Hey Kennybobby, thanks for that picture! I sliced off the wires that came out of the harness, and that top layout seems to be nearly an exact match. One of the red wires on my pedal looks like it has a green stripe, but your diagram says it should be blue like the other one. At any rate, that should hopefully give me a good place to start my testing.

I will post a picture and an update when I get back up to the shop next.
 

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that diagram can't be correct--you wouldn't have both +5 and ground using the same wire color, so it is probably a typo in the diagram.

Hall sensors are ESD sensitive and can be easily blown by reverse and too high voltages, so be careful before hitting it with full power. Use a current-limited power supply, but use a meter to ring it out first.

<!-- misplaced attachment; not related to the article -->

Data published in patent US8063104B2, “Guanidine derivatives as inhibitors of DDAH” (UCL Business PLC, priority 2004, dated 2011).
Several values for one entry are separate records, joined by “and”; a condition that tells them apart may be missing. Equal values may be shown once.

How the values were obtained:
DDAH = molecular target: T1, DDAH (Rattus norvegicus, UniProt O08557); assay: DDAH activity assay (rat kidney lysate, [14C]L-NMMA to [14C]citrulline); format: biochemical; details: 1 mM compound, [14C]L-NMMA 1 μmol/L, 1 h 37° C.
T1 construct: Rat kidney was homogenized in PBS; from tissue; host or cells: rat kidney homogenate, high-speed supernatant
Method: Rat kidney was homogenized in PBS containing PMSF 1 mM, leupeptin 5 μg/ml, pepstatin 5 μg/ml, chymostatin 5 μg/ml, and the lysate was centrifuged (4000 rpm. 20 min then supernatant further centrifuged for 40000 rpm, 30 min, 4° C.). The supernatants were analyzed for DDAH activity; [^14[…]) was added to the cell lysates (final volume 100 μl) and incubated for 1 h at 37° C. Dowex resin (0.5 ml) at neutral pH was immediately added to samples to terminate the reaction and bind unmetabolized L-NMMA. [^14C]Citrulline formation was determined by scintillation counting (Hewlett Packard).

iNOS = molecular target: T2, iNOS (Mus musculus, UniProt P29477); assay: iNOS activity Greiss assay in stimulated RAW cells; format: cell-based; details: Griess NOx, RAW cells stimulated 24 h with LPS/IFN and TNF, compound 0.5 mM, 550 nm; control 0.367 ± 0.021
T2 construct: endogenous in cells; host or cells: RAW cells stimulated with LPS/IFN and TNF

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Discussion Starter #5
Thanks, Kennybobby, sounds like it might be wise to go down the rabbit hole, and actually understand how this thing actually works. Perhaps this information will be useful to anyone else who wants to decipher a different HEPA unit. I found a diagram of a hall-effect sensor, and I think I understand the basic principle, but I am not quite clear on the specifics.


Now this is just the sensor itself; am I right that the Hall voltage is going to be tiny, and that there is some sort of amplifier circuit that is raising the output up to what we would expect to see from the pedal (0.6-3.6 volts or whatever it is)?